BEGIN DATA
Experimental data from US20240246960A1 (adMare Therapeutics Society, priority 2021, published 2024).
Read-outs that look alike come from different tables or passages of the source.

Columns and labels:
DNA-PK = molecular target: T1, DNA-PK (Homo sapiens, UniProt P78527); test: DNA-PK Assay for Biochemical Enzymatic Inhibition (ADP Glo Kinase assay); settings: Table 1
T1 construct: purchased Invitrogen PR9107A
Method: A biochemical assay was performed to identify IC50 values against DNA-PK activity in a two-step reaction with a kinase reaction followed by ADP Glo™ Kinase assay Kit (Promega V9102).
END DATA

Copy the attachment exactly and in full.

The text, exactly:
Experimental data from US20240246960A1 (adMare Therapeutics Society, priority 2021, published 2024).
Read-outs that look alike come from different tables or passages of the source.

Columns and labels:
DNA-PK = molecular target: T1, DNA-PK (Homo sapiens, UniProt P78527); test: DNA-PK Assay for Biochemical Enzymatic Inhibition (ADP Glo Kinase assay); settings: Table 1
T1 construct: purchased Invitrogen PR9107A
Method: A biochemical assay was performed to identify IC50 values against DNA-PK activity in a two-step reaction with a kinase reaction followed by ADP Glo™ Kinase assay Kit (Promega V9102).